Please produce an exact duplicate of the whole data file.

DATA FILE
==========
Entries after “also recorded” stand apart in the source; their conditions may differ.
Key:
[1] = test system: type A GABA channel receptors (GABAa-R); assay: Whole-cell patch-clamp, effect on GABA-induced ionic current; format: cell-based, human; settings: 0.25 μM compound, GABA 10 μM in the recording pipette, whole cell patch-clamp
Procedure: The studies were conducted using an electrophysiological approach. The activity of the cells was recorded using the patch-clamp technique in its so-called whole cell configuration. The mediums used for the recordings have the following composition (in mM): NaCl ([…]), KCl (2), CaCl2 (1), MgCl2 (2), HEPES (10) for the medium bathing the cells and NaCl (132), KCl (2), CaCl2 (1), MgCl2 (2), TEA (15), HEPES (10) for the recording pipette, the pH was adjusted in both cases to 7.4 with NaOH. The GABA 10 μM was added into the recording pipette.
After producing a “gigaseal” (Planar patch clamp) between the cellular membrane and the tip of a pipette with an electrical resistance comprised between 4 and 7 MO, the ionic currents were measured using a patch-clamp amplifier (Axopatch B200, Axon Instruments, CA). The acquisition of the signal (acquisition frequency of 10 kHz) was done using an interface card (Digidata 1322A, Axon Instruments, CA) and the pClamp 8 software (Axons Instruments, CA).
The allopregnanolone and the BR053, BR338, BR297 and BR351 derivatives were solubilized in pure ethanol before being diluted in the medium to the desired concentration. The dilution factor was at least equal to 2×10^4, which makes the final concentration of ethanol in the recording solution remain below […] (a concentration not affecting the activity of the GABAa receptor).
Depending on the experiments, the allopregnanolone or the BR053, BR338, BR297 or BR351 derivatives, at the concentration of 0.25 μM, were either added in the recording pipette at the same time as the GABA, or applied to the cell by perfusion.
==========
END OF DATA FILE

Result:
Entries after “also recorded” stand apart in the source; their conditions may differ.
Key:
[1] = test system: type A GABA channel receptors (GABAa-R); assay: Whole-cell patch-clamp, effect on GABA-induced ionic current; format: cell-based, human; settings: 0.25 μM compound, GABA 10 μM in the recording pipette, whole cell patch-clamp
Procedure: The studies were conducted using an electrophysiological approach. The activity of the cells was recorded using the patch-clamp technique in its so-called whole cell configuration. The mediums used for the recordings have the following composition (in mM): NaCl ([…]), KCl (2), CaCl2 (1), MgCl2 (2), HEPES (10) for the medium bathing the cells and NaCl (132), KCl (2), CaCl2 (1), MgCl2 (2), TEA (15), HEPES (10) for the recording pipette, the pH was adjusted in both cases to 7.4 with NaOH. The GABA 10 μM was added into the recording pipette.
After producing a “gigaseal” (Planar patch clamp) between the cellular membrane and the tip of a pipette with an electrical resistance comprised between 4 and 7 MO, the ionic currents were measured using a patch-clamp amplifier (Axopatch B200, Axon Instruments, CA). The acquisition of the signal (acquisition frequency of 10 kHz) was done using an interface card (Digidata 1322A, Axon Instruments, CA) and the pClamp 8 software (Axons Instruments, CA).
The allopregnanolone and the BR053, BR338, BR297 and BR351 derivatives were solubilized in pure ethanol before being diluted in the medium to the desired concentration. The dilution factor was at least equal to 2×10^4, which makes the final concentration of ethanol in the recording solution remain below […] (a concentration not affecting the activity of the GABAa receptor).
Depending on the experiments, the allopregnanolone or the BR053, BR338, BR297 or BR351 derivatives, at the concentration of 0.25 μM, were either added in the recording pipette at the same time as the GABA, or applied to the cell by perfusion.